Jennifer M. Bay-Williams
Nicholas J. Gilbertson
When students encounter unusual situations or exceptions to rules, they can become frustrated and can question their understanding of particular topics. In this article, I share some practical tips.
Brandon G. McMillan and Theodore Sagun
This instructional activity gives teachers access to student thinking that can be leveraged to extend and connect their ideas.
Matt Enlow and S. Asli Özgün-Koca
This month's Growing Problem Solvers focuses on Data Analysis across all grades beginning with visual representations of categorical data and moving to measures of central tendency using a “working backwards” approach.
D. Bruce Jackson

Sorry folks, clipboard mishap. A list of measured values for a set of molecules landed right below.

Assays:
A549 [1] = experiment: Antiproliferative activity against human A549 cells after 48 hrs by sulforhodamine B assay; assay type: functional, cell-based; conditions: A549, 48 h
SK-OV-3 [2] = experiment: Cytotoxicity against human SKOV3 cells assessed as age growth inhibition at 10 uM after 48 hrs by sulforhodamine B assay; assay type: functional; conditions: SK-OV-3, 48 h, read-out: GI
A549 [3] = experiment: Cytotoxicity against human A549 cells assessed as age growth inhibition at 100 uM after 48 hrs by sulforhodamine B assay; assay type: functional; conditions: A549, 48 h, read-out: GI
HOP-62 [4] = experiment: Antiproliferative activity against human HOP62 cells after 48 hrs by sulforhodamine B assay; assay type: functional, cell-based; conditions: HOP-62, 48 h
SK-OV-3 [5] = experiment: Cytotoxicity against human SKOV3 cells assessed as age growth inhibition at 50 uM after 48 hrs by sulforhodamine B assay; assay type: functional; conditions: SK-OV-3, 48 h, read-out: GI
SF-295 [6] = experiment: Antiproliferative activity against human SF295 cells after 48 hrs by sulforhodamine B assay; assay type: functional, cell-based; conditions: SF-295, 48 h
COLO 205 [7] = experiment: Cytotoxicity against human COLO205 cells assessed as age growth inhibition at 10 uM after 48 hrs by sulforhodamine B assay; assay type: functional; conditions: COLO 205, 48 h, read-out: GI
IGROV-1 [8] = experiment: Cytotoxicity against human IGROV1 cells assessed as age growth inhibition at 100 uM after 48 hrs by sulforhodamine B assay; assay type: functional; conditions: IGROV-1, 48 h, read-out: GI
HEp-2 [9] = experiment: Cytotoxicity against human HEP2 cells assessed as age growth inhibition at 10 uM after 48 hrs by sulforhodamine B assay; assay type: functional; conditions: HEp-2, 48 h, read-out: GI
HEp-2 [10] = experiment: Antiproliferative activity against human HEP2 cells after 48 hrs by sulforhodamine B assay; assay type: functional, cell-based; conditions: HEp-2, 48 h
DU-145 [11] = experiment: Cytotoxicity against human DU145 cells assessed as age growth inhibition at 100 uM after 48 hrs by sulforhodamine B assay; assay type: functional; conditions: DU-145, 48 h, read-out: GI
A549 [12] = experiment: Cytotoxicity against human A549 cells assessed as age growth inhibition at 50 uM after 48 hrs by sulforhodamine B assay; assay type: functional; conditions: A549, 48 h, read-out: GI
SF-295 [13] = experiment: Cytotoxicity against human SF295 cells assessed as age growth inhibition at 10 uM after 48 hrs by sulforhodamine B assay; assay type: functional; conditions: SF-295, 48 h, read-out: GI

Given two slices of bread—a problem and the answer—students fill in the fixings: their own mathematics reasoning.
Angeliki Kolovou, Marja van den Heuvel-Panhuizen, and Olaf Köller
This study investigated whether an intervention including an online game contributed to 236 Grade 6 students' performance in early algebra, that is, solving problems with covarying quantities. An exploratory quasi-experimental study was conducted with a pretest-posttest-control-group design. Students in the experimental group were asked to solve at home a number of problems by playing an online game. Although boys outperformed girls in early algebra performance on the pretest as well as on the posttest, boys and girls profited equally from the intervention. Implications of these results for educational practice are discussed.
Cory A. Bennett
Address the needs of diverse learners with a class structure that is designed around a crime scene theme and based on student choice and perceptions of the math being studied.